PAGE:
On a slightly different tack, what do you think the implications are of the internal situation in Iran for its region?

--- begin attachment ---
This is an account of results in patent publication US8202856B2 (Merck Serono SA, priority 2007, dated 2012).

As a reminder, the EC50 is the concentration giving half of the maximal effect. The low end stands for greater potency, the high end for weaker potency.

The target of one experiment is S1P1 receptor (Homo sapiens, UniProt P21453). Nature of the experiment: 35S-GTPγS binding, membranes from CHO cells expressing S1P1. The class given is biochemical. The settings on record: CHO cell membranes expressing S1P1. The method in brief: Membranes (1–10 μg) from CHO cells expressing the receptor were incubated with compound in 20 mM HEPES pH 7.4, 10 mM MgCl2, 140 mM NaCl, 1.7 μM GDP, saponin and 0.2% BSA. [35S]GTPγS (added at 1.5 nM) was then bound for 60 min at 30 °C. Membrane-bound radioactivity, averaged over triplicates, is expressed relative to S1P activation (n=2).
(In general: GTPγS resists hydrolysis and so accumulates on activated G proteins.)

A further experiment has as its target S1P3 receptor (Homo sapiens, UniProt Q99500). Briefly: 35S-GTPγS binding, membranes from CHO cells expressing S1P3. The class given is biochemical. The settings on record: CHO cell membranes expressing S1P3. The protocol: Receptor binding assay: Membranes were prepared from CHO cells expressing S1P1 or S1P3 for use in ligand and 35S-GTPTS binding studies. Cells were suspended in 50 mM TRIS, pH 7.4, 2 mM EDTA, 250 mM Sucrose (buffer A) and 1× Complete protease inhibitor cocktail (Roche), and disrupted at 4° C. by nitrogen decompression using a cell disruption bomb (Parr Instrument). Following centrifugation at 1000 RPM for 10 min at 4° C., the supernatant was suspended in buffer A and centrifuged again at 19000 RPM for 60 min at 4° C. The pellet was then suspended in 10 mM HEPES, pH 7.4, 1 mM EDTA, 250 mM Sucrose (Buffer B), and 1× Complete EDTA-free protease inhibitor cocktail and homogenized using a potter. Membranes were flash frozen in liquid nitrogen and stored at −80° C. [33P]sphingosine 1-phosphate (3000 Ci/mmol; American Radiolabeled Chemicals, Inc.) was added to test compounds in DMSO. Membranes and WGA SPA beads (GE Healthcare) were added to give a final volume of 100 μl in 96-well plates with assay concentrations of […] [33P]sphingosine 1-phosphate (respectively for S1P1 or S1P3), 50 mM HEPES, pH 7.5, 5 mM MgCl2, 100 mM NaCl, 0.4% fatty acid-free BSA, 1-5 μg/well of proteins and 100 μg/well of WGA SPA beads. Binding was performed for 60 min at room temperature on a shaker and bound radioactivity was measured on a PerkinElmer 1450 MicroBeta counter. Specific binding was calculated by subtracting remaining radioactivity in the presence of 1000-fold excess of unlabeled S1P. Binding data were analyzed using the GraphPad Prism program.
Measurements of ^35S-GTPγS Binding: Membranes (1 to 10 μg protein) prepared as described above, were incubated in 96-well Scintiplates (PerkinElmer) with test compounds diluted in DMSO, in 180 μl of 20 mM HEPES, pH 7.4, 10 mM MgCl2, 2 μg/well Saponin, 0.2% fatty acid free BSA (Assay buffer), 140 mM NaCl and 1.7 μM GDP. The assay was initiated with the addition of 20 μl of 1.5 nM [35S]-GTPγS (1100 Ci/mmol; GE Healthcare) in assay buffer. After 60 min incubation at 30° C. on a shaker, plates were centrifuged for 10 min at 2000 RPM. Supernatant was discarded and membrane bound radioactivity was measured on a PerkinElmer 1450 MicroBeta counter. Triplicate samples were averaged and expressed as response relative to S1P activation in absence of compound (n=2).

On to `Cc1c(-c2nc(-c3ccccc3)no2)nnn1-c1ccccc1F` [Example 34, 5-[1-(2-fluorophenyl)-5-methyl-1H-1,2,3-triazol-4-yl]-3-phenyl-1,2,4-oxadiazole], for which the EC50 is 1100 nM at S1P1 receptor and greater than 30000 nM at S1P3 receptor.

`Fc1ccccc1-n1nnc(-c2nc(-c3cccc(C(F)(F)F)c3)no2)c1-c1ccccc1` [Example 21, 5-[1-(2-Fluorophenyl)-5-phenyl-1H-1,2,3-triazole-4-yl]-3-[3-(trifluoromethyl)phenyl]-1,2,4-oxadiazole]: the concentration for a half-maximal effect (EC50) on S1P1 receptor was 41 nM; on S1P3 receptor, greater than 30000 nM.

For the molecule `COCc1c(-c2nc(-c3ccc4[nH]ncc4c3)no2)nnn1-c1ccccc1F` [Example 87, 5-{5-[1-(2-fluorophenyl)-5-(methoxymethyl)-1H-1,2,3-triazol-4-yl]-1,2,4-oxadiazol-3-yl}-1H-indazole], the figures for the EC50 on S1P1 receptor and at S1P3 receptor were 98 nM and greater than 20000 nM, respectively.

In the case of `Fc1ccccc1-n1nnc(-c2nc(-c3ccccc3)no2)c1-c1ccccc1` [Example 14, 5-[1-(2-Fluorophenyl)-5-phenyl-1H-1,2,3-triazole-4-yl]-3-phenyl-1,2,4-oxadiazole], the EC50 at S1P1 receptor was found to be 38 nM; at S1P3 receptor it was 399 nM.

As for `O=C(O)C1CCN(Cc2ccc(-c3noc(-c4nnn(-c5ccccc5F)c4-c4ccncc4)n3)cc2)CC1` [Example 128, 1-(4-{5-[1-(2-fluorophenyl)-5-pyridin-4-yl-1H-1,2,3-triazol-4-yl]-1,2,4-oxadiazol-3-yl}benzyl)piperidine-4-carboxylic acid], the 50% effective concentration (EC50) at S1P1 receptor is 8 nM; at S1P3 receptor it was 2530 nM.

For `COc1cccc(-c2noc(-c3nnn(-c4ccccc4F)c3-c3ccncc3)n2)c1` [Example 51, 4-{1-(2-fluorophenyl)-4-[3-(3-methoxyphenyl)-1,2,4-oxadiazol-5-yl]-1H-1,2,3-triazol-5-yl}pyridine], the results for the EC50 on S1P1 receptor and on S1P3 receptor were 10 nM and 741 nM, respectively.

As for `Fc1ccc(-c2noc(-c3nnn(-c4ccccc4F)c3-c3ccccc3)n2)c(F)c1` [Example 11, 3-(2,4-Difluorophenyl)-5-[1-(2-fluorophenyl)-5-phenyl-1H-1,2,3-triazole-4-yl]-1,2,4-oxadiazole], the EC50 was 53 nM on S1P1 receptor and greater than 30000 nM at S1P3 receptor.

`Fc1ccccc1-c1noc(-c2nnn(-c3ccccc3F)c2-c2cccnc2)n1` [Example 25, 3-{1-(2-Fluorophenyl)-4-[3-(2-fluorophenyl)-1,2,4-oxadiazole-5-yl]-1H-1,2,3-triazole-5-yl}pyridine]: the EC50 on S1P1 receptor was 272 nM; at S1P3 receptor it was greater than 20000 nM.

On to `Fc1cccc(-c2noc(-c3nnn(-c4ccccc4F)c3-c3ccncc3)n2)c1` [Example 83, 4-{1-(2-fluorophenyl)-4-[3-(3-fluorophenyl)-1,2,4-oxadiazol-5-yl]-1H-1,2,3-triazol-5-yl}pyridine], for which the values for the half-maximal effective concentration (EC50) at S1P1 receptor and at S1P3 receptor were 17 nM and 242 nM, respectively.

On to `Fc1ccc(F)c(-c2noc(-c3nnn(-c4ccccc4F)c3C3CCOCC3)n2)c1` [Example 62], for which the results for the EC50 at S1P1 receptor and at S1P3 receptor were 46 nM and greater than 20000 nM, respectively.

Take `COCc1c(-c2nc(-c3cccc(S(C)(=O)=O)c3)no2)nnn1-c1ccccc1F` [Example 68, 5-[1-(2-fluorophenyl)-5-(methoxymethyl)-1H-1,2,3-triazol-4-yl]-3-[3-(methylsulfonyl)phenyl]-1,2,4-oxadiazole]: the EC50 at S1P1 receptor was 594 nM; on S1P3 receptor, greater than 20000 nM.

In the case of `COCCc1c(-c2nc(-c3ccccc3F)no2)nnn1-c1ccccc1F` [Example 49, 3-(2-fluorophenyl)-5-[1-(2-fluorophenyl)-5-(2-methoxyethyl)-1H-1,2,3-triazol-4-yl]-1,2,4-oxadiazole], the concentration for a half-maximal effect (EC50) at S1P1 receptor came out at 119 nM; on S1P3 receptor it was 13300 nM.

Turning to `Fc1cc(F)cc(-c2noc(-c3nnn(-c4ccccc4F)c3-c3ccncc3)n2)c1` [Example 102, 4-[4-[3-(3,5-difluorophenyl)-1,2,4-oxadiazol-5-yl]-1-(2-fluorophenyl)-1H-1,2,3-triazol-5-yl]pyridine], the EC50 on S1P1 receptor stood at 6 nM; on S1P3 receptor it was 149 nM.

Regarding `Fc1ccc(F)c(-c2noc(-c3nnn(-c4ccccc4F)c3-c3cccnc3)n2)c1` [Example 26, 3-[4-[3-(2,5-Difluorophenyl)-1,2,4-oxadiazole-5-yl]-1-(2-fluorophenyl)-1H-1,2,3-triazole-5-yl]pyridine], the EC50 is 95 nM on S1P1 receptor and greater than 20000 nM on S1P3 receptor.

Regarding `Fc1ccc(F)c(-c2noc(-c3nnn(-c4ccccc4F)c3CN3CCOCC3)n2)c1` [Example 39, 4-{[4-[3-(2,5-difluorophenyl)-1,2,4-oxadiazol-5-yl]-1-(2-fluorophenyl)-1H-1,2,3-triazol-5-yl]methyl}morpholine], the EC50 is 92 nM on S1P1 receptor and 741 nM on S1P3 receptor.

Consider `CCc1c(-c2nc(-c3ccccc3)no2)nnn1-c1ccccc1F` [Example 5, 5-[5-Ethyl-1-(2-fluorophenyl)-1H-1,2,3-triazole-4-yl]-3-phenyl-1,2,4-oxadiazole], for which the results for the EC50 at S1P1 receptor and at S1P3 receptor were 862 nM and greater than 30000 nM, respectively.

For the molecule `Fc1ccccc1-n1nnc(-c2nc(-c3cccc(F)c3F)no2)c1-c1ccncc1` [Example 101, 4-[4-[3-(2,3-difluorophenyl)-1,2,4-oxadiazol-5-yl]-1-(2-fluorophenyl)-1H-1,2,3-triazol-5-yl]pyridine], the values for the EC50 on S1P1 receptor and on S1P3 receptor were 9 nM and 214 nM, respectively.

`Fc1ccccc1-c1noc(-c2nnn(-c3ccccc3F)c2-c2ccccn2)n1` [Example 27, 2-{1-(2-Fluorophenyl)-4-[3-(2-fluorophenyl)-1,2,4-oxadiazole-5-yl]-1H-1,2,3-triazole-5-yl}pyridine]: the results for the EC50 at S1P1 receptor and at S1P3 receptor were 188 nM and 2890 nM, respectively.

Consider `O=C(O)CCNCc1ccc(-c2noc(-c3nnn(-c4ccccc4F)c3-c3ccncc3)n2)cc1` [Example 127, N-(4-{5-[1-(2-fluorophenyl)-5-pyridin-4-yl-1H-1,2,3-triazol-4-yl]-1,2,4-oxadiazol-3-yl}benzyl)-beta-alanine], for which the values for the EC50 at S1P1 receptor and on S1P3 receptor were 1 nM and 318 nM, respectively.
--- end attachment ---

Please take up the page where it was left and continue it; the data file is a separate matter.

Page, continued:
I think the first lesson that the region is going to draw from this is that no autocratic state is necessarily secure any longer. I know that Arab governments are quite concerned about the protest movement because they fear that this could happen in their own societies. Countries, such as Egypt, and Jordan to some degree, worry, which is why they aren’t particularly pleased with the opposition movement in Iran. They worry that something like this could happen in their own country. Especially in a place like Egypt, where the situation is quite unstable and people are completely focused on the succession to President Mubarak. They don’t want it to be his son, Gamal, and they’ve been demanding free elections for so long. Not much attention is paid here to Egypt, but it is very much a totalitarian state. And so, the Egyptian government has reason to worry and the population also looks at the three million people in the streets of Tehran and asks ‘Why can’t we manage the same thing? What’s wrong with us? We’ve been sitting here with the same president for the past twenty five years and we’re just passively tolerating our own authoritarian state.’ I think it’s had a great effect on Arab public opinion in terms of their own ability to create political reform.